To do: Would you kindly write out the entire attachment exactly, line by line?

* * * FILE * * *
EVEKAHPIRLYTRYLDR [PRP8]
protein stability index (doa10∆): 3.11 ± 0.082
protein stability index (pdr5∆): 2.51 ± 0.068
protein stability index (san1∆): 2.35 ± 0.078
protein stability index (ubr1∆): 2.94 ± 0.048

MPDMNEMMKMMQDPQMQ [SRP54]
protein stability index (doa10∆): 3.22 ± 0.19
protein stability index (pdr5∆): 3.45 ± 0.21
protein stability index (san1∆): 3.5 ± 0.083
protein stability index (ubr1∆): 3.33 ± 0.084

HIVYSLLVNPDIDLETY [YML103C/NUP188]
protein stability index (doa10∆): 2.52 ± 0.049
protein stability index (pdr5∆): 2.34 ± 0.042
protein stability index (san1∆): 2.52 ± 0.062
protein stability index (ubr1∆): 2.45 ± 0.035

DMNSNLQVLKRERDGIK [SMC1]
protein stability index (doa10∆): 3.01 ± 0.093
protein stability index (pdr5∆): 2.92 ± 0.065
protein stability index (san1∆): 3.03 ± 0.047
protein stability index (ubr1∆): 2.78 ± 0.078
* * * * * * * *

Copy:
EVEKAHPIRLYTRYLDR [PRP8]
protein stability index (doa10∆): 3.11 ± 0.082
protein stability index (pdr5∆): 2.51 ± 0.068
protein stability index (san1∆): 2.35 ± 0.078
protein stability index (ubr1∆): 2.94 ± 0.048

MPDMNEMMKMMQDPQMQ [SRP54]
protein stability index (doa10∆): 3.22 ± 0.19
protein stability index (pdr5∆): 3.45 ± 0.21
protein stability index (san1∆): 3.5 ± 0.083
protein stability index (ubr1∆): 3.33 ± 0.084

HIVYSLLVNPDIDLETY [YML103C/NUP188]
protein stability index (doa10∆): 2.52 ± 0.049
protein stability index (pdr5∆): 2.34 ± 0.042
protein stability index (san1∆): 2.52 ± 0.062
protein stability index (ubr1∆): 2.45 ± 0.035

DMNSNLQVLKRERDGIK [SMC1]
protein stability index (doa10∆): 3.01 ± 0.093
protein stability index (pdr5∆): 2.92 ± 0.065
protein stability index (san1∆): 3.03 ± 0.047
protein stability index (ubr1∆): 2.78 ± 0.078